4. 4. Planning for the inevitable For seniors, you can retain a greater sense of control in your life if you: To help diminish some of the costs of long-term • Understand the signs of aging health care, families must understand the issues and be prepared for what the future will bring. It’s critical • Communicate with your family in advance to open communication with the entire family before of any health problems problems occur. • Prepare both financially and legally • Know the availability of community services Many seniors are hesitant to admit when they become before major problems occur more forgetful, begin to lose their balance, become ill, or • Decide while you are well how you want simply require more attention. They may fear losing their to handle situations independence, becoming a burden on their loved ones, as • Organize the resources that might be well as a host of other overwhelming challenges. As they required later face an unknown future, they may choose to hide their • Share your planning process and decisions problems and concerns from those closest to them. Careful with the people closest to you planning and open communication may help make this • Include long term care insurance in your stage of life easier for everyone involved. planning to provide funds necessary to pay for specialized care If you think you might be responsible for the role of a caregiver to your parent one day, you can help prepare by: • Paying attention to the warning signs of your aging parent • Making copies of your parent’s living will • Staying informed about nursing homes before they’re needed • Talking with your parents about the many issues surrounding long-term health care • Getting to know your parent’s doctors, bankers, lawyers, financial planners, etc. • Checking your parent’s home for any potential safety problems • Increasing communication with your siblings
  5. 5. Today’s options Long-term health care preparations At one time, long-term health care choices were limited. Select a team of professionals, such as a CFP professional You either lived in your own home, moved in with your who specializes in long-term care, a lawyer, an kids or moved to a nursing home. There has been an accountant, a life insurance underwriter to help with explosion of new housing and care choices — making planning issues and: the decision of what to do even more complicated. • Draw up a Health Care Power of Attorney to appoint a representative to make health With all these new choices, you now need to think through care decisions not only the financial implications of your decision — but • Complete a Living Will to outline medical also your actual needs in terms of living, health care and treatments you allow or do not allow in the lifestyle choices. event you become incapacitated Long-term health care can include services as minimal as • Draw up a Durable Power of Attorney to assistance with tax preparation and help with errands or help manage assets as extensive as admission into nursing home facilities. It • Review property ownership and ways to also can include daily assistance with living activities such protect it as eating, bathing and dressing. These activities may be • Draw up a will and/or trust documents provided at home by paid caregivers, such as home health • Develop a plan to protect assets aides, by family members or friends, a nursing home, or • Check Social Security records to ensure an assisted-living facility. their accuracy • Review credit history A nursing home is no longer the only option for those • Review health and life insurance coverage requiring more extensive care. New choices include • Analyze long-term care insurance options continuing care retirement communities (CCRC), assisted- • Check eligibility for Home Equity Conversion living facilities, community based residential facilities or a Reverse Mortgage (CBRF) and adult day care. • Explore the various possibilities for alternate Community services that help supplement long-term health living situations care by family members can include visiting nurses, home • Consider the implications of living with health aides, friendly visitor programs, home-delivered relatives, friends meals, transportation services and chore services. • Gather information about all the personal care services available In addition, the many state governments and the federal • Think about whether and under what government offer additional programs such as tax circumstances hospice care might be chosen incentives, direct caregiver payments, family leave over medical treatment policies, respite care and specialized caregiver programs. • Make funeral arrangements now And the options don’t end there. That’s why it’s so critically important to get organized and understand the decisions you face and the options available. A CFP professional can help guide you through the maze of long- term health care planning, helping to save you time, money and anxiety.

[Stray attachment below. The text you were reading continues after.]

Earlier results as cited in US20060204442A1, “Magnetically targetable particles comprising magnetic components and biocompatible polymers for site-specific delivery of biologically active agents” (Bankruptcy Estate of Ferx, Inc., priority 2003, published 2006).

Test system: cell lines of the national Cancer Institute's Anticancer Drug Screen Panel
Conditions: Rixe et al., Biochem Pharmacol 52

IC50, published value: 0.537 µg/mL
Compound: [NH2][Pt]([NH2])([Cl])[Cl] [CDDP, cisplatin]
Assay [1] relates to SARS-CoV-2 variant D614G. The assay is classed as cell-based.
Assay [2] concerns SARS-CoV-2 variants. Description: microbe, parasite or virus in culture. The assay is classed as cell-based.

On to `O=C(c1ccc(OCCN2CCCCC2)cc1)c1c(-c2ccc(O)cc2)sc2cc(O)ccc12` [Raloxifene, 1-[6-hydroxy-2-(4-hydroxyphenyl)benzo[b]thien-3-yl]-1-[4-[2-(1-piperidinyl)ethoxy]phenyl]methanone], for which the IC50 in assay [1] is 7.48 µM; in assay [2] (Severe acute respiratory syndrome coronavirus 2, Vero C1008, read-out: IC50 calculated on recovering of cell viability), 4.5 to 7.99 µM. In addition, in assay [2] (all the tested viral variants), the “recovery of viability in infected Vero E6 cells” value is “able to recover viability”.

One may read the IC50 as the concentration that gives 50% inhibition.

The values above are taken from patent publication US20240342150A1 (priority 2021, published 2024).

6. 6. Plan ahead Most people put off long-term health care planning as long as they can because it’s such an uncomfortable topic to discuss. It forces us to deal with difficult issues that we may not feel ready to contemplate: the realities of aging, the decline of our health, and the loss of our independence. Yet through planning, you and your planner can place all these difficult questions on the table now — when you can best deal with them — instead of waiting until it’s too late. © 2006 Financial Planning Association The Financial Planning Association is the owner of trademark [and registration], service mark and collective membership marks rights in, and various U.S. registrations/applications for: FPA, , and FINANCIAL PLANNING ASSOCIATION. The marks may not be used without written permission from the Financial Planning Association. CFP®, CERTIFIED FINANCIAL PLANNER™, and are certification marks owned by Certified Financial Planner Board of Standards, Inc. These marks are awarded to individuals who successfully complete CFP Board’s initial and ongoing certification requirements.
  7. 7. 800.647.6340 •